WATERTOWN — In light of the growing number of hospitalizations of young people displaying pulmonary issues, Gov. Andrew Cuomo and the Department of Health are not only urging New Yorkers to cease the use of vaping products until an investigation into the products and their effects can be concluded, but also issuing subpoenas to companies marketing and selling “thickening agents” used in black market vaping products.
Over the weekend, Gov. Cuomo announced the DOH would be issuing guidance urging New Yorkers to temporarily stop using vaping products while the investigation into the definitive cause of reported vaping-associated illnesses nationwide can be better determined, but Monday took a more aggressive stance. The governor and the DOH are also issuing emergency regulations mandating that warning signs be posted in all vape and smoke shops in New York State and Gov. Cuomo announced that he will advance new legislation to ban flavored e-cigarettes.
“The rise in vaping-associated illnesses is a frightening public health phenomenon and I am directing the Department of Health to take several actions to address this crisis, including starting an investigation into some of these companies that produce vaping substances to find out what’s in it and requiring that smoke and vape shops post a warning that lets people know that this is a risky activity,” he said during his announcement. “I am also going to propose new legislation that will ban flavored e-cigarettes. In the meantime our advice is quite simple: don’t do it because we don’t know if it’s safe.”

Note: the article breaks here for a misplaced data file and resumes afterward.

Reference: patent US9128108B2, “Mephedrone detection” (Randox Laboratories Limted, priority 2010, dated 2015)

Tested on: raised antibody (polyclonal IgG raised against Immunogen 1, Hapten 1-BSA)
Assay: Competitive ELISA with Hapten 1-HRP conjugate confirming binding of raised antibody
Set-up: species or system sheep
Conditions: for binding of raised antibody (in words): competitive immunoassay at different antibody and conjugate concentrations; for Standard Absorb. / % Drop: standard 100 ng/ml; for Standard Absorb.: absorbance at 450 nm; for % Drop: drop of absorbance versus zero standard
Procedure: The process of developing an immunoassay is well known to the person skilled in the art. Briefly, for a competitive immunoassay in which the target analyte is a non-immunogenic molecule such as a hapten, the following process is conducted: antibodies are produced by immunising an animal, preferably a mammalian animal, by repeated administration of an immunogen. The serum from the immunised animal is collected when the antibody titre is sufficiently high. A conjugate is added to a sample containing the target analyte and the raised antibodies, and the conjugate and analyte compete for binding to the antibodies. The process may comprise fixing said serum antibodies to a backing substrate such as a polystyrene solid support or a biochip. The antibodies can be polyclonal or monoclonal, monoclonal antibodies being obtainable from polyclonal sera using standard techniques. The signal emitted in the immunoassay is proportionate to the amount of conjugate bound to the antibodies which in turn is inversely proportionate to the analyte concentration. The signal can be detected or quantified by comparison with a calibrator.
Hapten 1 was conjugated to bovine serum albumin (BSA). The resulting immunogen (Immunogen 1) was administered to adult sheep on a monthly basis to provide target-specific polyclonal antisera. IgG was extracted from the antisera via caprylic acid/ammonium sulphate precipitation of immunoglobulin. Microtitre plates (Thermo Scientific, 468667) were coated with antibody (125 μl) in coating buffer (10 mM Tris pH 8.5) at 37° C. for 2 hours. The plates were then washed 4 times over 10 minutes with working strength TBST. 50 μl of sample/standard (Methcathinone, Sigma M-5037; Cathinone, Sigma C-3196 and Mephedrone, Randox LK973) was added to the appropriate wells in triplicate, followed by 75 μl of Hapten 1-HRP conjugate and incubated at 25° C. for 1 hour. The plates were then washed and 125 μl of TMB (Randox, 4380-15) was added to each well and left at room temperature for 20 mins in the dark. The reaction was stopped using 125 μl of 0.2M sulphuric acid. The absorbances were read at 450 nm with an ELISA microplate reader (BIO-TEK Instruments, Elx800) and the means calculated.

As of Sept. 5, the DOH has received 34 reports from New York state physicians of severe pulmonary illness among patients ranging from 15 to 46 years of age who were using at least one cannabis-containing vape product before they became ill. Out of those reports, only one has come from the Central New York region so far, with most coming from New York City and the greater metropolitan area, according to Faith Lustik, health planner for the Jefferson County Public Health Service.
Though the north country has yet to see negative effects from vaping, until further testing can be done, the area is not in the clear. In Watertown alone, there are a handful of vape/e-cigarette stores, including Clouds Over Watertown, Unique eCigs, Interstate Vape 3, and Dusty B’s Just Vape.
Jay Brown, owner of Dusty B’s Just Vape, 48 Public Square in Watertown, said vaping, like alcohol and cigarettes, should be used in a responsible adult manner.
“It’s up to the responsibility of the person using it, lots of the reports are about underage kids using them and taking them to the limits,” he said.
With recent legislation raising the vaping age to 21, Mr. Brown does not expect his business to be affected by Gov. Cuomo’s weekend statements and said that if people don’t think vaping is healthy, they just shouldn’t do it.
Packaged in colorful, iridescent boxes with cartoon drawings on the front advertising flavors like Sour Patch Kids and Runtz, it’s not hard to see why these products appeal to youths.